NYC’s December 17th Vigil: Audacia Ray’s Speech

In New York City, about 30 people gathered in Washington Square Park to light candles and remember the sex workers who were murdered this past year. Here’s the speech I gave – in video and text form.

Every year I come to this event, and every year, in the hour before the vigil, I seriously consider not showing up, because it’s hard to be here, hard to stay present and be witness to the sadness and struggles of this community. Sex workers and our allies are strong – no doubt – but we are also vulnerable. And those two words -strength and vulnerability- are exactly why the International Day to End Violence Against Sex Workers exists.

Today, on the 6th annual International Day to End Violence Against Sex Workers, there are gatherings in 20 cities around the world, including places like Tucson, San Francisco, Hong Kong, Vancouver, Copenhagen, and Sydney. There’s a National March that happened earlier today in Washington DC, culminating in a rally in front of the Department of Justice. And here we are, a little chilly but resilient. Our movement is growing, and though we have many obstacles, we are moving forward toward a world in which sex workers’ rights are recognized as human rights, where we are free to choose what we do with our bodies and how we make our livings – whether that means working in the sex industry or keeping far away from it because we have viable economic alternatives.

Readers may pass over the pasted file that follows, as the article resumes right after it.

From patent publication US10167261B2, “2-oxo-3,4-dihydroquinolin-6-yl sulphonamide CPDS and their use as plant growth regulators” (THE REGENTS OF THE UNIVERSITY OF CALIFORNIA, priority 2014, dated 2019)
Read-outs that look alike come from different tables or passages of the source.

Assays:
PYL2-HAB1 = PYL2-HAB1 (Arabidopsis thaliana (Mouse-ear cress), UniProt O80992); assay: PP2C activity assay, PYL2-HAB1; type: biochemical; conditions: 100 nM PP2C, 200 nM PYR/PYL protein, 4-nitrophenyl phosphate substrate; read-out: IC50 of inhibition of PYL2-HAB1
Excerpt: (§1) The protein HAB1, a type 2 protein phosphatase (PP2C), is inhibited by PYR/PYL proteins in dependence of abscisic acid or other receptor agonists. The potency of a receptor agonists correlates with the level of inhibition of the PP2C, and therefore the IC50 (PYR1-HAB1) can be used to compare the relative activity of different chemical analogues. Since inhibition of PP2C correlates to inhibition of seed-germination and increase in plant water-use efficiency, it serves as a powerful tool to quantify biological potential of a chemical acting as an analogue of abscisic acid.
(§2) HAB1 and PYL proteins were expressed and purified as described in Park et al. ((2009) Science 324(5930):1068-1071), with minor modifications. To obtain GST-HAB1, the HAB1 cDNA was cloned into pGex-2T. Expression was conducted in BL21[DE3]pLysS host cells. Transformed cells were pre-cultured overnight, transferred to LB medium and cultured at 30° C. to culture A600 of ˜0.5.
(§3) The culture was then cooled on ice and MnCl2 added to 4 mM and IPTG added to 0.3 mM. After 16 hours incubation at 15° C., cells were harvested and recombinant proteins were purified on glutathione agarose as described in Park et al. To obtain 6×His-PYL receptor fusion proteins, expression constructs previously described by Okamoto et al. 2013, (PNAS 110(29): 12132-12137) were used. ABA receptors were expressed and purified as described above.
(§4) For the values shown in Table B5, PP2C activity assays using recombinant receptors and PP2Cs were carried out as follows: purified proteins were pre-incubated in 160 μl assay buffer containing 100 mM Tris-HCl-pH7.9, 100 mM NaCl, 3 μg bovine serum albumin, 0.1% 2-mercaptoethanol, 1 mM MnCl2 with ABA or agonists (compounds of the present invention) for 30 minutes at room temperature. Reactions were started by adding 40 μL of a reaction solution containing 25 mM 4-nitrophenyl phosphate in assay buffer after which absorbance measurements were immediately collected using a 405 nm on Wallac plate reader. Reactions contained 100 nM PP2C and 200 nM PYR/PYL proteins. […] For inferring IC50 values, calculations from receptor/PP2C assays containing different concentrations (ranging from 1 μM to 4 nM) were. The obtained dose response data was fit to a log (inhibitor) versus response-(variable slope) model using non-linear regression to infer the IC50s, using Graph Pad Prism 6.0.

In a minute we’ll read the SWOP demands for ensuring justice and safety for sex workers, but I also wanted to add in my very own demand – and it’s not directed to policy makers, health care providers, law enforcement, or any other official organization. It’s directed to the people standing right here today. My demand is this: take care of yourselves, ask for help when you need it, and offer support to others when you can. And by support, I mean the purest and most human form of support – listen to sex workers and allies about their experiences, their struggles, their doubts. It’s true that we have a lot of work to do, and sex workers are dying while we’re trying to do that work. But it’s also true that we can’t be of service, we can’t fight the good fight, if we don’t take care of ourselves and each other. When we’re done with the program today – after we read the SWOP demands and the list of names of sex workers who were murdered this year, I want to encourage you to hang out a while, decompress, and just talk to each other and offer support.

This day is a hard one to face, a hard one to be present for, but the purpose of any memorial service is to create a space for the living to show respect for those who have lost their lives and to be there for one another. So let’s do that – not just today but throughout the year.

Check out the SWOP demands here.

One Response

  1. That was really beautiful, Audacia. Made me cry all over again, remembering how truly sad the day was for me, and how meaningful our memorial was. Tears, hugs, pain felt and shared, smiles, plans, hope… these things define every great movement since the beginning of time.

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